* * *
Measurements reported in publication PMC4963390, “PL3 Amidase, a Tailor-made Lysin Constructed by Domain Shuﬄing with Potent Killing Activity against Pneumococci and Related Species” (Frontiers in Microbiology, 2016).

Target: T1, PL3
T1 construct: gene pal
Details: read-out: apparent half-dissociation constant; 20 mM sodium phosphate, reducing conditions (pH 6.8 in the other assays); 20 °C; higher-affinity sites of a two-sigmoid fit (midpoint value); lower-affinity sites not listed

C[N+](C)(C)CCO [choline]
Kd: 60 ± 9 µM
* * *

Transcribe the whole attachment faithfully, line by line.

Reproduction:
Measurements reported in publication PMC4963390, “PL3 Amidase, a Tailor-made Lysin Constructed by Domain Shuﬄing with Potent Killing Activity against Pneumococci and Related Species” (Frontiers in Microbiology, 2016).

Target: T1, PL3
T1 construct: gene pal
Details: read-out: apparent half-dissociation constant; 20 mM sodium phosphate, reducing conditions (pH 6.8 in the other assays); 20 °C; higher-affinity sites of a two-sigmoid fit (midpoint value); lower-affinity sites not listed

C[N+](C)(C)CCO [choline]
Kd: 60 ± 9 µM